“I knew that Reuben was the right person to talk to and since I was going to the ASME national conference, there was a good chance that I would see him there,” Tanaka said.

Kraft was very interested in working with Bardall and Tanaka on the research, as Penn State had just received grant funding from the Chuck Noll Foundation for Brain Injury Research.

The project is a collaboration, with WCU collecting head impact data during football games and practices. Penn State researchers use the head movement data and finite element analysis to calculate the strain in each tissue element.

“Brain tissue strain depends upon the direction of impact, existence of twisting movements, the geometry of the brain and material properties of the tissue,” Tanaka said. “The goal of this research is to develop a better understanding of the connection between brain tissue strain caused by head impacts and cognitive function. It is a great collaborative project between WCU’s engineering program, WCU athletics and Penn State.”

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Clayton Bardall was a Clayton Bardall was a tight end on the WCU football team. Donated photo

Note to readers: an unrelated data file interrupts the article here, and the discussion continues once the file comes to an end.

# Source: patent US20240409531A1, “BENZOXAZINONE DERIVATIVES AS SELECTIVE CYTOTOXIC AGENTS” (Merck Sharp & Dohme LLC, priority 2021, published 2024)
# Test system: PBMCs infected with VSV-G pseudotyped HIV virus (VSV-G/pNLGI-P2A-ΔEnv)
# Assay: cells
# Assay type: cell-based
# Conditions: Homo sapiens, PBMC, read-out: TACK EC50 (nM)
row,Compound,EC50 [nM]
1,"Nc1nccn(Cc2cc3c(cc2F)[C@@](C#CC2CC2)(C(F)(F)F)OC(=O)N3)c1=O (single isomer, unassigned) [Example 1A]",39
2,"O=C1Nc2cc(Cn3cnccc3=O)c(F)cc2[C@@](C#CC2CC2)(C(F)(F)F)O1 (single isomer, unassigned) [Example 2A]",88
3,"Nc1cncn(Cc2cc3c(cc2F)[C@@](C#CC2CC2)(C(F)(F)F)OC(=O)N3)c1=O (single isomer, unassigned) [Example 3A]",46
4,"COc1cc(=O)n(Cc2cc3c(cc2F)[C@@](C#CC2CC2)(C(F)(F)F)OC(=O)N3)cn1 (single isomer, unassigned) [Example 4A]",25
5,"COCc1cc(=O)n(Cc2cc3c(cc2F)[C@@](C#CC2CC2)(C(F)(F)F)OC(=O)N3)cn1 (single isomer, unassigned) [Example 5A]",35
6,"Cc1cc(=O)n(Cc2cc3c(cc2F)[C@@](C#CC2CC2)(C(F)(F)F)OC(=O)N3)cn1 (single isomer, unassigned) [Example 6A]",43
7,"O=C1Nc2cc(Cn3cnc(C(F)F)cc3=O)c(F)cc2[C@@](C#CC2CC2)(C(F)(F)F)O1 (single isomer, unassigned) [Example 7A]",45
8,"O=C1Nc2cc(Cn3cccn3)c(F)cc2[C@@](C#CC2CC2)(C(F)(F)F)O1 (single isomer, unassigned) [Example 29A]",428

Ten mouthguards were custom made for WCU players. Bardall took the impressions himself and the molds were sent off to Prevent Biometrics to create custom mouthguards.

“(They) wore the custom mouthguards with inertial measurement units during practices and games,” Bardell said. “Each IMU contains a triaxial accelerometer and triaxial gyroscope that measures linear and angular accelerations of the skull.”

The players were tested to establish a cognitive function baseline at the beginning of the study. Following a severe head impact, participants were tested again to see if there was a change in cognitive function. Cognitive performance scores were provided in the following areas – verbal memory, reaction time, visual motor speed, visual memory and impulse control.

“I believe that the data that has been collected will be put to good use,” said Steven Honbarger, director of sports medicine at WCU. “It can be used as another tool to help us understand contacts and collision in the sport and how those impacts can lead to mild traumatic brain injuries and concussions. It will also alert our sports medicine staff to check on those student-athletes that have sustained high force contacts and collision for other trauma that may occur.”